03 - Std'07 - Mathematics.pdf - xi Contents Foreword iii Preface v Chapter 1 Integers 1 Chapter 2 Fractions and Decimals 29 Chapter 3 Data Handling 57

03 - Std'07 - Mathematics.pdf - xi Contents Foreword iii...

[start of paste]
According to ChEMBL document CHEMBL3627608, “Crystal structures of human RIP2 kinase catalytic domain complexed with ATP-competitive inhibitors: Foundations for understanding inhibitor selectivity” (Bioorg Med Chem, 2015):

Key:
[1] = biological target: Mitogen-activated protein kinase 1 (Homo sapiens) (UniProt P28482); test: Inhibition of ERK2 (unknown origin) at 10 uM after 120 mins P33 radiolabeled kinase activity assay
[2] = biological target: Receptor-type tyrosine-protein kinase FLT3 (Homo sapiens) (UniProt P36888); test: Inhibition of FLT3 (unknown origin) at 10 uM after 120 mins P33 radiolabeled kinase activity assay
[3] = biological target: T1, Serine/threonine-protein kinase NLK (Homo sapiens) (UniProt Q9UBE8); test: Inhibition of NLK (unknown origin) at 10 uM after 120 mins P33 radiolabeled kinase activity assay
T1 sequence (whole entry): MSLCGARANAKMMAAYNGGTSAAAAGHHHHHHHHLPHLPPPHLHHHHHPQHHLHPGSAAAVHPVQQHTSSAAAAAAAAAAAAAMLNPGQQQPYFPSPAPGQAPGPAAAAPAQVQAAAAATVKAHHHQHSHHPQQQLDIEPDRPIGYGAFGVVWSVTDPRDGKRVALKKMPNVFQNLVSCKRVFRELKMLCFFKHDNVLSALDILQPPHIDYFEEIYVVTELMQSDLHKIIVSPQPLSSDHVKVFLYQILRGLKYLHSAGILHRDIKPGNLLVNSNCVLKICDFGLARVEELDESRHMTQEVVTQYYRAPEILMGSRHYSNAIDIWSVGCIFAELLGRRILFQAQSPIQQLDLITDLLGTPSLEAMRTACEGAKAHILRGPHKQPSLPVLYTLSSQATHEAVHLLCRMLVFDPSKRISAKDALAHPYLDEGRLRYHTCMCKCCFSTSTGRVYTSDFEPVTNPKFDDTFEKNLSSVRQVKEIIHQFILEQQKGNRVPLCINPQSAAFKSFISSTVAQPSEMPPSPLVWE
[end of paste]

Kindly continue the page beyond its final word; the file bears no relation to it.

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Unformatted text preview: xi Contents Foreword iii Preface v Chapter 1 Integers 1 Chapter 2 Fractions and Decimals 29 Chapter 3 Data Handling 57 Chapter 4 Simple Equations 77 Chapter 5 Lines and Angles 93 Chapter 6 The Triangle and its Properties 113 Chapter 7 Congruence of Triangles 133 Chapter 8 Comparing Quantities 153 Chapter 9 Rational Numbers 173 Chapter 10 Practical Geometry 193 Chapter 11 Perimeter and Area 205 Chapter 12 Algebraic Expressions 229 Chapter 13 Exponents and Powers 249 Chapter 14 Symmetry 265 Chapter 15 Visualising Solid Shapes 277 Answers 293 Brain-Teasers 311 1.1 INTRODUCTION We have learnt about whole numbers and integers in Class VI. We know that integers form a bigger collection of numbers which contains whole numbers and negative numbers. What other differences do you find between whole numbers and integers? In this chapter, we will study more about integers, their properties and operations. First of all, we will review and revise what we have done about integers in our previous class. 1.2 RECALL We know how to represent integers on a number line. Some integers are marked on the number line given below. Can you write these marked integers in ascending order? The ascending order of these numbers is – 5, – 1, 3. Why did we choose – 5 as the smallest number? Some points are marked with integers on the following number line. Write these integers in descending order. The descending order of these integers is 14, 8, 3, ... The above number line has only a few integers filled. Write appropriate numbers at each dot. Chapter 1 Integers 2 MATHEMATICS TRY THESE 1. A number line representing integers is given below A B 2. C D E F –3 –2 G H I J K L M N O –3 and –2 are marked by E and F respectively. Which integers are marked by B, D, H, J, M and O? Arrange 7, –5, 4, 0 and – 4 in ascending order and then mark them on a number line to check your answer. We have done addition and subtraction of integers in our previous class. Read the following statements. On a number line when we (i) add a positive integer, we move to the right. (ii) add a negative integer, we move to the left. (iii) subtract a positive integer, we move to the left. (iv) subtract a negative integer, we move to the right. State whether the following statements are correct or incorrect. Correct those which are wrong: (i) When two positive integers are added we get a positive integer. (ii) When two negative integers are added we get a positive integer. (iii) When a positive integer and a negative integer are added, we always get a negative integer. (iv) Additive inverse of an integer 8 is (– 8) and additive inverse of (– 8) is 8. (v) For subtraction, we add the additive inverse of the integer that is being subtracted, to the other integer. (vi) (–10) + 3 = 10 – 3 (vii) 8 + (–7) – (– 4) = 8 + 7 – 4 Compare your answers with the answers given below: (i) Correct. For example: (a) 56 + 73 = 129 (b) 113 + 82 = 195 etc. Construct five more examples in support of this statement. (ii) Incorrect, since (– 6) + (– 7) = – 13, which is not a positive integer. The correct statement is: When two negative integers are added we get a negative integer. For example, (a) (– 56) + (– 73) = – 129 (b) (– 113) + (– 82) = – 195, etc. Construct five more examples on your own to verify this statement. INTEGERS (iii) Incorrect, since – 9 + 16 = 7, which is not a negative integer. The correct statement is : When one positive and one negative integers are added, we take their difference and place the sign of the bigger integer. The bigger integer is decided by ignoring the signs of both the integers. For example: (a) (– 56) + (73) = 17 (b) (– 113) + 82 = – 31 (c) 16 + (– 23) = – 7 (d) 125 + (– 101) = 24 Construct five more examples for verifying this statement. (iv) Correct. Some other examples of additive inverse are as given below: Integer 10 –10 76 –76 Additive inverse –10 10 –76 76 Thus, the additive inverse of any integer a is – a and additive inverse of (– a) is a. (v) Correct. Subtraction is opposite of addition and therefore, we add the additive inverse of the integer that is being subtracted, to the other integer. For example: (a) 56 – 73 = 56 + additive inverse of 73 = 56 + (–73) = –17 (b) 56 – (–73) = 56 + additive inverse of (–73) = 56 + 73 = 129 (c) (–79) – 45 = (–79) + (– 45) = –124 (d) (–100) – (–172) = –100 + 172 = 72 etc. Write atleast five such examples to verify this statement. Thus, we find that for any two integers a and b, a – b = a + additive inverse of b = a + (– b) and a – (– b) = a + additive inverse of (– b) = a + b (vi) Incorrect, since (–10) + 3 = –7 and 10 – 3 = 7 therefore, (–10) + 3 ≠ 10 – 3 (vii) Incorrect, since, 8 + (–7) – (– 4) = 8 + (–7) + 4 = 1 + 4 = 5 and 8 + 7 – 4 = 15 – 4 = 11 However, 8 + (–7) – (– 4) = 8 – 7 + 4 TRY THESE We have done various patterns with numbers in our previous class. Can you find a pattern for each of the following? If yes, complete them: (a) 7, 3, – 1, – 5, _____, _____, _____. (b) – 2, – 4, – 6, – 8, _____, _____, _____. (c) 15, 10, 5, 0, _____, _____, _____. (d) – 11, – 8, – 5, – 2, _____, _____, _____. Make some more such patterns and ask your friends to complete them. 3 4 MATHEMATICS EXERCISE 1.1 1. Following number line shows the temperature in degree celsius (°C) at different places on a particular day. Lahulspiti –10 Shimla Srinagar –5 0 Ooty 5 10 Bangalore 15 20 25 (a) Observe this number line and write the temperature of the places marked on it. (b) What is the temperature difference between the hottest and the coldest places among the above? (c) What is the temperature difference between Lahulspiti and Srinagar? (d) Can we say temperature of Srinagar and Shimla taken together is less than the temperature at Shimla? Is it also less than the temperature at Srinagar? 2. In a quiz, positive marks are given for correct answers and negative marks are given for incorrect answers. If Jack’s scores in five successive rounds were 25, – 5, – 10, 15 and 10, what was his total at the end? 3. At Srinagar temperature was – 5°C on Monday and then it dropped by 2°C on Tuesday. What was the temperature of Srinagar on Tuesday? On Wednesday, it rose by 4°C. What was the temperature on this day? 4. A plane is flying at the height of 5000 m above the sea level. At a particular point, it is exactly above a submarine floating 1200 m below the sea level. What is the vertical distance between them? 5. Mohan deposits Rs 2,000 in his bank account and withdraws Rs 1,642 from it, the next day. If withdrawal of amount from the account is represented by a negative integer, then how will you represent the amount deposited? Find the balance in Mohan’s account after the withdrawal. 6. Rita goes 20 km towards east from a point A to the point B. From B, she moves 30 km towards west along the same road. If the distance towards east is represented by a positive integer then, how will you represent the distance travelled towards west? By which integer will you represent her final position from A? INTEGERS 7. In a magic square each row, column and diagonal have the same sum. Check which of the following is a magic square. 5 –1 –4 1 –10 –5 –2 7 –4 –3 –2 0 3 –3 –6 4 –7 (i) 0 (ii) 8. Verify a – (– b) = a + b for the following values of a and b. (i) a = 21, b = 18 (iii) a = 75, b = 84 (ii) a = 118, b = 125 (iv) a = 28, b = 11 9. Use the sign of >, < or = in the box to make the statements true. (a) (– 8) + (– 4) (–8) – (– 4) (b) (– 3) + 7 – (19) 15 – 8 + (– 9) (c) 23 – 41 + 11 23 – 41 – 11 (d) 39 + (– 24) – (15) 36 + (– 52) – (– 36) (e) – 231 + 79 + 51 –399 + 159 + 81 10. A water tank has steps inside it. A monkey is sitting on the topmost step (i.e., the first step). The water level is at the ninth step. (i) He jumps 3 steps down and then jumps back 2 steps up. In how many jumps will he reach the water level? (ii) After drinking water, he wants to go back. For this, he jumps 4 steps up and then jumps back 2 steps down in every move. In how many jumps will he reach back the top step? (iii) If the number of steps moved down is represented by negative integers and the number of steps moved up by positive integers, represent his moves in part (i) and (ii) by completing the following; (a) – 3 + 2 – ... = – 8 (b) 4 – 2 + ... = 8. In (a) the sum (– 8) represents going down by eight steps. So, what will the sum 8 in (b) represent? 1.3 PROPERTIES OF ADDITION AND SUBTRACTION OF INTEGERS 1.3.1 Closure under Addition We have learnt that sum of two whole numbers is again a whole number. For example, 17 + 24 = 41 which is again a whole number. We know that, this property is known as the closure property for addition of the whole numbers. 5 6 MATHEMATICS Let us see whether this property is true for integers or not. Following are some pairs of integers. Observe the following table and complete it. Statement (i) (ii) (iii) (iv) (v) (vi) (vii) 17 + 23 = 40 (–10) + 3 = _____ (– 75) + 18 = _____ 19 + (– 25) = – 6 27 + (– 27) = _____ (– 20) + 0 = _____ (– 35) + (– 10) = _____ Observation Result is an integer ______________ ______________ Result is an integer ______________ ______________ ______________ What do you observe? Is the sum of two integers always an integer? Did you find a pair of integers whose sum is not an integer? Since addition of integers gives integers, we say integers are closed under addition. In general, for any two integers a and b, a + b is an integer. 1.3.2 Closure under Subtraction What happens when we subtract an integer from another integer? Can we say that their difference is also an integer? Observe the following table and complete it: Statement Observation (i) 7 – 9 = – 2 Result is an integer (ii) 17 – (– 21) = _______ ______________ (iii) (– 8) – (–14) = 6 Result is an integer (iv) (– 21) – (– 10) = _______ ______________ (v) 32 – (–17) = _______ ______________ (vi) (– 18) – (– 18) = _______ ______________ (vii) (– 29) – 0 = _______ ______________ What do you observe? Is there any pair of integers whose difference is not an integer? Can we say integers are closed under subtraction? Yes, we can see that integers are closed under subtraction. Thus, if a and b are two integers then a – b is also an intger. Do the whole numbers satisfy this property? INTEGERS 1.3.3 Commutative Property We know that 3 + 5 = 5 + 3 = 8, that is, the whole numbers can be added in any order. In other words, addition is commutative for whole numbers. Can we say the same for integers also? We have 5 + (– 6) = –1 and (– 6) + 5 = –1 So, 5 + (– 6) = (– 6) + 5 Are the following equal? (i) (– 8) + (– 9) and (– 9) + (– 8) (ii) (– 23) + 32 and 32 + (– 23) (iii) (– 45) + 0 and 0 + (– 45) Try this with five other pairs of integers. Do you find any pair of integers for which the sums are different when the order is changed? Certainly not. Thus, we conclude that addition is commutative for integers. In general, for any two integers a and b, we can say a+b=b+a  We know that subtraction is not commutative for whole numbers. Is it commutative for integers? Consider the integers 5 and (–3). Is 5 – (–3) the same as (–3) –5? No, because 5 – ( –3) = 5 + 3 = 8, and (–3) – 5 = – 3 – 5 = – 8. Take atleast five different pairs of integers and check this. We conclude that subtraction is not commutative for integers. 1.3.4 Associative Property Observe the following examples: Consider the integers –3, –2 and –5. Look at (–5) + [(–3) + (–2)] and [(–5) + (–3)] + (–2). In the first sum (–3) and (–2) are grouped together and in the second (–5) and (–3) are grouped together. We will check whether we get different results. (–5) + [(–3) + (–2)] [(–5) + (–3)] + (–2) 7 8 MATHEMATICS In both the cases, we get –10. i.e., (–5) + [(–3) + (–2)] = [(–5) + (–2)] + (–3) Similarly consider –3 , 1 and –7. ( –3) + [1 + (–7)] = –3 + __________ = __________ [(–3) + 1] + (–7) = –2 + __________ = __________ Is (–3) + [1 + (–7)] same as [(–3) + 1] + (–7)? Take five more such examples. You will not find any example for which the sums are different. This shows that addition is associative for integers. In general for any integers a, b and c, we can say a + (b + c) = (a + b) + c 1.3.5 Additive Identity When we add zero to any whole number, we get the same whole number. Zero is an additive identity for whole numbers. Is it an additive identity again for integers also? Observe the following and fill in the blanks: (i) (– 8) + 0 = – 8 (ii) 0 + (– 8) = – 8 (iii) (–23) + 0 = _____ (iv) 0 + (–37) = –37 (v) 0 + (–59) = _____ (vi) 0 + _____ = – 43 (vii) – 61 + _____ = – 61 (viii) _____ + 0 = _____ The above examples show that zero is an additive identity for integers. You can verify it by adding zero to any other five integers. In general, for any integer a a+0=a=0+a TRY THESE 1. Write a pair of integers whose sum gives (a) a negative integer (b) zero (c) an integer smaller than both the integers. (e) an integer greater than both the integers. (d) an integer smaller than only one of the integers. 2. Write a pair of integers whose difference gives (a) a negative integer. (c) an integer smaller than both the integers. (e) an integer greater than both the integers. (b) zero. (d) an integer greater than only one of the integers. INTEGERS EXAMPLE 1 Write down a pair of integers whose SOLUTION (a) sum is –3 (b) difference is –5 (c) difference is 2 (d) sum is 0 (a) (–1) + (–2) = –3 or (–5) + 2 = –3 (b) (–9) – (– 4) = –5 or (–2) – 3 = –5 (c) (–7) – (–9) = 2 or 1 – (–1) = 2 (d) (–10) + 10 = 0 or 5 + (–5) = 0 Can you write more pairs in these examples? EXERCISE 1.2 1. Write down a pair of integers whose: (a) sum is –7 (b) difference is –10 (c) sum is 0 2. (a) Write a pair of negative integers whose difference gives 8. (b) Write a negative integer and a positive integer whose sum is –5. (c) Write a negative integer and a positive integer whose difference is –3. 3. In a quiz, team A scored – 40, 10, 0 and team B scored 10, 0, – 40 in three successive rounds. Which team scored more? Can we say that we can add integers in any order? 4. Fill in the blanks to make the following statements true: (i) (–5) + (............) = (– 8) + (............) (ii) –53 + ............ = –53 (iii) 17 + ............ = 0 (iv) [13 + (– 12)] + (............) = ............ + [(–12) + (–7)] (v) (– 4) + [............ + (–3)] = [............ + 15] + ............ 1.4 MULTIPLICATION OF INTEGERS We can add and subtract integers. Let us now learn how to multiply integers. 1.4.1 Multiplication of a Positive and a Negative Integer We know that multiplication of whole numbers is repeated addition. For example, 5 + 5 + 5 = 3 × 5 = 15 Can you represent addition of integers in the same way? 9 10 MATHEMATICS TRY THESE We have from the following number line, (–5) + (–5) + (–5) = –15 Find: 4 × (– 8), 8 × (–2), 3 × (–7), 10 × (–1) using number line. –20 –15 0 (–5) + (–5) + (–5) = 3 × (–5) 3 × (–5) = –15 (– 4) + (– 4) + (– 4) + (– 4) + (– 4) = 5 × (– 4) = –20 –16 –20 And –5 But we can also write Therefore, Similarly –10 –12 –8 –4 0 (–3) + (–3) + (–3) + (–3) = __________ = __________ Also, (–7) + (–7) + (–7) = __________ = __________ Let us see how to find the product of a positive integer and a negative integer without using number line. Let us find 3 × (–5) in a different way. First find 3 × 5 and then put minus sign (–) before the product obtained. You get –15. That is we find – (3 × 5) to get –15. Similarly, 5 × (– 4) = – (5×4) = – 20. Find in a similar way, 4 × (– 8) = _____ = _____ 3 × (– 7) = _____ = _____ 6 × (– 5) = _____ = _____ 2 × (– 9) = _____ = _____ Using this method we thus have, TRY THESE Find: (i) 6 × (–19) (ii) 12 × (–32) (iii) 7 × (–22) We have, 10 × (– 43) = _____ – (10 × 43) = – 430 Till now we multiplied integers as (positive integer) × (negative integer). Let us now multiply them as (negative integer) × (positive integer). We first find –3 × 5. To find this, observe the following pattern: 3 × 5 = 15 2 × 5 = 10 = 15 – 5 1 × 5 = 5 = 10 – 5 0×5=0=5–5 So, –1 × 5 = 0 – 5 = –5 INTEGERS –2 × 5 = –5 – 5 = –10 –3 × 5 = –10 – 5 = –15 We already have 3 × (–5) = –15 So we get (–3) × 5 = –15 = 3 × (–5) Using such patterns, we also get (–5) × 4 = –20 = 5 × (– 4) Using patterns, find (– 4) × 8, (–3) × 7, (– 6) × 5 and (– 2) × 9 Check whether, (– 4) × 8 = 4 × (– 8), (– 3) × 7 = 3 × (–7), (– 6) × 5 = 6 × (– 5) and (– 2) × 9 = 2 × (– 9) Using this we get, (–33) × 5 = 33 × (–5) = –165 We thus find that while multiplying a positive integer and a negative integer, we multiply them as whole numbers and put a minus sign (–) before the product. We thus get a negative integer. TRY THESE 1. Find: (a) 15 × (–16) (b) 21 × (–32) (c) (– 42) × 12 (d) –55 × 15 (b) (–23) × 20 = 23 × (–20) 2. Check if (a) 25 × (–21) = (–25) × 21 Write five more such examples. In general, for any two positive integers a and b we can say a × (– b) = (– a) × b = – (a × b) 1.4.2 Multiplication of two Negative Integers Can you find the product (–3) × (–2)? Observe the following: –3 × 4 = – 12 –3 × 3 = –9 = –12 – (–3) –3 × 2 = – 6 = –9 – (–3) –3 × 1 = –3 = – 6 – (–3) –3 × 0 = 0 = –3 – (–3) –3 × –1 = 0 – (–3) = 0 + 3 = 3 –3 × –2 = 3 – (–3) = 3 + 3 = 6 Do you see any pattern? Observe how the products change. 11 12 MATHEMATICS Based on this observation, complete the following: –3 × –3 = _____ –3 × – 4 = _____ Now observe these products and fill in the blanks: – 4 × 4 = –16 TRY THESE – 4 × 3 = –12 = –16 + 4 (i) Starting from (–5) × 4, find (–5) × (– 6) (ii) Starting from (– 6) × 3, find (– 6) × (–7) – 4 × 2 = _____ = –12 + 4 – 4 × 1 = _____ – 4 × 0 = _____ – 4 × (–1) = _____ – 4 × (–2) = _____ – 4 × (–3) = _____ From these patterns we observe that, (–3) × (–1) = 3 = 3 × 1 (–3) × (–2) = 6 = 3 × 2 (–3) × (–3) = 9 = 3 × 3 and (– 4) × (–1) = 4 = 4 × 1 So, (– 4) × (–2) = 4 × 2 = _____ (– 4) × (–3) = _____ = _____ So observing these products we can say that the product of two negative integers is a positive integer. We multiply the two negative integers as whole numbers and put the positive sign before the product. Thus, we have (–10) × (–12) = 120 Similarly (–15) × (– 6) = 90 In general, for any two positive integers a and b, (– a) × (– b) = a × b TRY THESE Find: (–31) × (–100), (–25) × (–72), (–83) × (–28) Game 1 (i) Take a board marked from –104 to 104 as shown in the figure. (ii) Take a bag containing two blue and two red dice. Number of dots on the blue dice indicate positive integers and number of dots on the red dice indicate negative integers. (iii) Every player will place his/her counter at zero. (iv) Each player will take out two dice at a time from the bag and throw them. INTEGERS 104 83 82 61 60 39 38 17 16 –5 –6 –27 –28 – 49 – 50 – 71 –72 – 93 – 94 103 84 81 62 59 40 37 18 15 –4 –7 –26 –29 – 48 –51 – 70 –73 – 92 – 95 102 85 80 63 58 41 36 19 14 –3 –8 –25 –30 – 47 –52 – 69 –74 – 91 – 96 101 86 79 64 57 42 35 20 13 –2 –9 –24 –31 – 46 –53 – 68 –75 – 90 – 97 100 87 78 65 56 43 34 21 12 –1 –10 –23 –32 – 45 –54 – 67 –76 – 89 – 98 99 98 88 89 77 76 66 67 55 54 44 45 33 32 22 23 11 10 0 1 –11 –12 –22 –21 –33 –34 – 44 – 43 –55 –56 – 66 – 65 –77 –78 – 88 – 87 – 99 – 100 97 90 75 68 53 46 31 24 9 2 –13 –20 –35 – 42 –57 – 64 –79 – 86 –101 96 91 74 69 52 47 30 25 8 3 –14 –19 –36 – 41 –58 – 63 –80 – 85 –102 95 92 73 70 51 48 29 26 7 4 –15 –18 –37 – 40 –59 – 62 –81 – 84 –103 94 93 72 71 50 49 28 27 6 5 –16 –17 –38 –39 – 60 – 61 –82 – 83 –104 (v) After every throw, the player has to multiply the numbers marked on the dice. (vi) If the product is a positive integer then the player will move his counter towards 104; if the product is a negative integer then the player will move his counter towards –104. (vii) The player who reaches 104 first is the winner. 13 14 MATHEMATICS 1.4.3 Product of three or more Negative Integers Euler in his book Ankitung zur We observed that the product of two negative integers is a positive integer. Algebra(1770), was one of What will be the product of three negative integers? Four negative integers? the first mathematicians to Let us observe the following examples: attempt to prove (a) (– 4) × (–3) = 12 (–1) × (...